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      Frequently Asked Questions About Celiac Disease   09/30/2015

      This Celiac.com FAQ on celiac disease will guide you to all of the basic information you will need to know about the disease, its diagnosis, testing methods, a gluten-free diet, etc.   Subscribe to Celiac.com's FREE weekly eNewsletter   What are the major symptoms of celiac disease? Celiac Disease Symptoms What testing is available for celiac disease?  Celiac Disease Screening Interpretation of Celiac Disease Blood Test Results Can I be tested even though I am eating gluten free? How long must gluten be taken for the serological tests to be meaningful? The Gluten-Free Diet 101 - A Beginner's Guide to Going Gluten-Free Is celiac inherited? Should my children be tested? Ten Facts About Celiac Disease Genetic Testing Is there a link between celiac and other autoimmune diseases? Celiac Disease Research: Associated Diseases and Disorders Is there a list of gluten foods to avoid? Unsafe Gluten-Free Food List (Unsafe Ingredients) Is there a list of gluten free foods? Safe Gluten-Free Food List (Safe Ingredients) Gluten-Free Alcoholic Beverages Distilled Spirits (Grain Alcohols) and Vinegar: Are they Gluten-Free? Where does gluten hide? Additional Things to Beware of to Maintain a 100% Gluten-Free Diet What if my doctor won't listen to me? An Open Letter to Skeptical Health Care Practitioners Gluten-Free recipes: Gluten-Free Recipes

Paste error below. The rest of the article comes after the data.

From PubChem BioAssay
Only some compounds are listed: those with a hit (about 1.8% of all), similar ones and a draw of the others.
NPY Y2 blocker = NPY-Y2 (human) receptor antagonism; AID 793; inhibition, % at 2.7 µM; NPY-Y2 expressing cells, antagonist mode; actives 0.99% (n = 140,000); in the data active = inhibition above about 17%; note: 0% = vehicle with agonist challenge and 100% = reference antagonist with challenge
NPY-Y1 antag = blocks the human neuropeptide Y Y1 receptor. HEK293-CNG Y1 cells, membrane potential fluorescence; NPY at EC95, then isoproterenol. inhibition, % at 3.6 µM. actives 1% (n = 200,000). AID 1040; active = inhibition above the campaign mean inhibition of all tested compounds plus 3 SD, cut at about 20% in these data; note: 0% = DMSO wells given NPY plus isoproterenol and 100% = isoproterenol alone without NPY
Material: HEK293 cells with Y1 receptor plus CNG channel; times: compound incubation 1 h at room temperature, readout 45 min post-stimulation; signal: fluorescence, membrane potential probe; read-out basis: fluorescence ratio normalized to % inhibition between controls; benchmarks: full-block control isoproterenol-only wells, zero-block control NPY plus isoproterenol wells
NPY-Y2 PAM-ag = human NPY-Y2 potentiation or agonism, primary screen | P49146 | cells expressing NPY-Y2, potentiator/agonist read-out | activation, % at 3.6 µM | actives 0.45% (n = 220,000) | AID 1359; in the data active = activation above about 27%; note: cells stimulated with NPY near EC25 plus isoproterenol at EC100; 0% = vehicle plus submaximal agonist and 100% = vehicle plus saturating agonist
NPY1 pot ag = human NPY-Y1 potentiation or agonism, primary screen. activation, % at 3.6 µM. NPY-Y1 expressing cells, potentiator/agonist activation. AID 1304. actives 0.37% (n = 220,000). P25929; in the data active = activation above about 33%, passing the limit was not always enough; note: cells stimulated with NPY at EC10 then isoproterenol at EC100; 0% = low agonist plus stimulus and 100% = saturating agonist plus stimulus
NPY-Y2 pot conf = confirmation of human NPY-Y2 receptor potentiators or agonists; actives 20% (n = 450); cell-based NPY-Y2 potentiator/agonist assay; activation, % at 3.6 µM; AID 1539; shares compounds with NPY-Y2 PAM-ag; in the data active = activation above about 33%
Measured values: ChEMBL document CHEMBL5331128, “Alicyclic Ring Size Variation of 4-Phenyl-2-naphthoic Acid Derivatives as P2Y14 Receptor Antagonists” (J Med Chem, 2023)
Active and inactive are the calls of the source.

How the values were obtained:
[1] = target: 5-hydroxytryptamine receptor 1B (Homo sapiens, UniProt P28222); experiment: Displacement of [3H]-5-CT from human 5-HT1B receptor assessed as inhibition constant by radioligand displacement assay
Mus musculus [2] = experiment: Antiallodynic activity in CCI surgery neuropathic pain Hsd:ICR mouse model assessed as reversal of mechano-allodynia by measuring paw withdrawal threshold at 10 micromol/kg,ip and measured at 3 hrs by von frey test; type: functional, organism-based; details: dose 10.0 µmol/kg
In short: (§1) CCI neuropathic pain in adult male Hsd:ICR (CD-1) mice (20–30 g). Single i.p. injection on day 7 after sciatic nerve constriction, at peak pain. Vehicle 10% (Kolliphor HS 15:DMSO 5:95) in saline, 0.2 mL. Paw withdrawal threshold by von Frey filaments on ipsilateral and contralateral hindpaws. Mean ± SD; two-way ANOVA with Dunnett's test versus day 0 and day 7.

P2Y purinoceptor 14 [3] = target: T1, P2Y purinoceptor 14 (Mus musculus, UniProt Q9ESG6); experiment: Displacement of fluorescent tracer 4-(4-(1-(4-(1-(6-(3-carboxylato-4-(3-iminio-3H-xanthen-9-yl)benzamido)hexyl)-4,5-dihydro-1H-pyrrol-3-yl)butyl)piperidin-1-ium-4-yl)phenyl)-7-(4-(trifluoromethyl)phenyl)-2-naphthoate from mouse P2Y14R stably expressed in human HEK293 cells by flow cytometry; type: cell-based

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About CeliBelli

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  1. Should I Even Bother?

    The answer is Yes, you absolutely should get tested. For you, and for your children. The hazard of self-diagnosis is you might be wrong, and overlook another serious illness. Or you might be wrong, and unnecessarily subject your son to a life of rigorously avoiding gluten. And as several others on this thread pointed out, there will be times when you and your son will need an official diagnosis in hand. Airlines and schools are the least of your problem. If you or your son need medical treatment, you need to know - definitively - whether or not you have Celiac Disease. To health care providers there is a significant difference between someone who says, "I have Celiac Desease," and has genetic proof on record, versus someone who simply says, "I don't eat gluten." A definitive diagnosis on record may make a critical difference in treating complications to Celiac Disease, which include autoimmune thyroid failure and certain types of cancer, to diagnosing and treating other related and unrelated illnesses. There are two labs highly recommended, Prometheus in San Diego and Kimball Genetics in Denver, that use the most current testing technology. Both allow you to request the tests directly yourself. It is worth asking them if they have programs to help patients afford the testing, as more companies are doing this. I definitely recommend doing it. It will give you a high degree of certainty one way or the other.
  2. Severe Sleeping Issues/depression?